Never send sensitive information by email. To be safe, assume that your email may be snooped.
To sum-up, if you keep close watch on your Account Activity and occasionally check your key settings, you’ll be well on your way to securing your Gmail.
In the comments below, let me know what works for you. How do you keep your Gmail secure?
In this video session at CBS News MoneyWatch, we got to work at the whiteboard again. The topic was “taking control of e-mail interruptions.” I drew and explained how most business professionals handle e-mail today (the shocking truth!), and then demonstrated how we can significantly improve on this “bleak” picture and transform e-mail from being an ad-hoc activity that has “us” under control, to a structure task that “we” have under control.
In doing so, we take control of one of most ubiquitous and detrimental interruptions of all, and that is e-mail interruptions!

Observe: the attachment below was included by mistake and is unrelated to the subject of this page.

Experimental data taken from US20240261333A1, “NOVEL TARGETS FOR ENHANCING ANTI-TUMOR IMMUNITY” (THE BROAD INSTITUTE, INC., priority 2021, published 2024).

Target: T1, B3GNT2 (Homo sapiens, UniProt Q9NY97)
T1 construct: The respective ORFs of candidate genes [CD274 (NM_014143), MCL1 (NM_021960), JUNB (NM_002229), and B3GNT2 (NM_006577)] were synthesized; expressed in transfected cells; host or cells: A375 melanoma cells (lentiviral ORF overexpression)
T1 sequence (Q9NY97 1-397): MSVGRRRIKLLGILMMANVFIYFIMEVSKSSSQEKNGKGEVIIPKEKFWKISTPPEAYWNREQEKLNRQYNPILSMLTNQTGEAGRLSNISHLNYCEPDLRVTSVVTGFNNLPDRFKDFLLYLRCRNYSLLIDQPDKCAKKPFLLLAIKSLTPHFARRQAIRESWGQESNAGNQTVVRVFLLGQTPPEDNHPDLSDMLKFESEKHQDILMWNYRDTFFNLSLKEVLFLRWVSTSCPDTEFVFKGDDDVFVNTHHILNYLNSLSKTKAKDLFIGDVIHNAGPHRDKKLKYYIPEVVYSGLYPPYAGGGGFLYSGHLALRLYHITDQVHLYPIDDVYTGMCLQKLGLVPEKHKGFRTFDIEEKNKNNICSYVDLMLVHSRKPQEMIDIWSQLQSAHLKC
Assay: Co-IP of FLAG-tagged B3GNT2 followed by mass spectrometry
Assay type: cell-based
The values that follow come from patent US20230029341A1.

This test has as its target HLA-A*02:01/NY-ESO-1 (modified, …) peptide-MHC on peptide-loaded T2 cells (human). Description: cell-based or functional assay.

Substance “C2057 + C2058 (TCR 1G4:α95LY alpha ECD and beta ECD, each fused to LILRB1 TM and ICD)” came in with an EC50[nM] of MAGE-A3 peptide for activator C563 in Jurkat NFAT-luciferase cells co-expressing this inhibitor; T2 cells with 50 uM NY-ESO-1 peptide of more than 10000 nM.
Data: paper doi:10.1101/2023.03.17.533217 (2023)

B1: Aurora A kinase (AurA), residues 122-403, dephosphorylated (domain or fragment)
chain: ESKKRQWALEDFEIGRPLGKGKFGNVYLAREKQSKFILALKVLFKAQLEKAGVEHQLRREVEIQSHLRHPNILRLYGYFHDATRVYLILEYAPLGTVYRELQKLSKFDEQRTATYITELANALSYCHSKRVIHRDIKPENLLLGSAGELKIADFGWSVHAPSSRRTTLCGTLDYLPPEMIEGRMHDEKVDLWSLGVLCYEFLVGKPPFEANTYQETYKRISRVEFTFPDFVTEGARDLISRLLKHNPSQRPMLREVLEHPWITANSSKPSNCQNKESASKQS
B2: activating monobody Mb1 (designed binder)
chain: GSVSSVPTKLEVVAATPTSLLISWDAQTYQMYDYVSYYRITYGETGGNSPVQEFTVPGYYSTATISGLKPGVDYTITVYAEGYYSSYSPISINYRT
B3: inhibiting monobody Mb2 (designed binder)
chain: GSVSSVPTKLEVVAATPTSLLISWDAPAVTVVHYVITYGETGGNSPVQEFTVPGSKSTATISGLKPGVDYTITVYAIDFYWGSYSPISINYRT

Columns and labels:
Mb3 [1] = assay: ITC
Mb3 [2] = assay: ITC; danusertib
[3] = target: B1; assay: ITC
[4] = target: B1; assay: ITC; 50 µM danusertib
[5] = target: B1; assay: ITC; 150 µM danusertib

What are you waiting for? Don’t wait for the next e-mail beep, instead listen to this 3 min video and start taking action now. And don’t keep it a secret. After all, e-mail is a shared responsibility.
Then, I revisited this topic again (how you can quit e-mail part 2) and discussed the 80/20 rule, and shows you how you can quit the 80% of the low impact messages, and focus on the 20% of the high impact messages.
And here we go again! This week (part 3) I would like to suggest you quit e-mail when e-mail is not best suited for what you are trying to communicate and use the most suitable tool!
Using e-mail for what e-mail is best at